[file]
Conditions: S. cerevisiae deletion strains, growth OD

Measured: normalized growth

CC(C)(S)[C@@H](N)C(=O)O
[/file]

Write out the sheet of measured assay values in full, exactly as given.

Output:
Conditions: S. cerevisiae deletion strains, growth OD

Measured: normalized growth

CC(C)(S)[C@@H](N)C(=O)O